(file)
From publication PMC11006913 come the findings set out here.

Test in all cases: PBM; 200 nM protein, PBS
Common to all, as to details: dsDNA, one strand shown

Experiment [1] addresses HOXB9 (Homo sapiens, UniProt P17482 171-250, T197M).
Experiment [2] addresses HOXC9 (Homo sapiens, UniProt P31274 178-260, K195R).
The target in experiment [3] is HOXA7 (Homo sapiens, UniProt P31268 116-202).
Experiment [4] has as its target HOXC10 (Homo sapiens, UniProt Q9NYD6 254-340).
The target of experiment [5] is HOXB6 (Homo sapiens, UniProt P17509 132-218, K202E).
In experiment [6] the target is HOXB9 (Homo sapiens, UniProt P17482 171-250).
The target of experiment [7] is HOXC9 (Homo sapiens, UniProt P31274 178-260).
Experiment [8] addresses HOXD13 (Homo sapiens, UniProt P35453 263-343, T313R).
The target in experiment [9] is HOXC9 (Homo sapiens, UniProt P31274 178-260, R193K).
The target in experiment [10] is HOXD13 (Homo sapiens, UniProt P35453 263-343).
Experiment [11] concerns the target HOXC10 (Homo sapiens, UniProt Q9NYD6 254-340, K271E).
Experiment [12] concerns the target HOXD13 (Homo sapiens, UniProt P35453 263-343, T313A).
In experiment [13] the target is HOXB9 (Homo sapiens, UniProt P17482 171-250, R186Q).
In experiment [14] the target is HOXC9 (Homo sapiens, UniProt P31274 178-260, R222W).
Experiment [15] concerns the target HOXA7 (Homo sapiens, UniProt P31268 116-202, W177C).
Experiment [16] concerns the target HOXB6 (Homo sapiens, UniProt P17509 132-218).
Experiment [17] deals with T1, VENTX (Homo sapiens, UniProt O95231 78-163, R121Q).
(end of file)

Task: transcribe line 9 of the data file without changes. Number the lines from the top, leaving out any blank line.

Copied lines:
In experiment [6] the target is HOXB9 (Homo sapiens, UniProt P17482 171-250).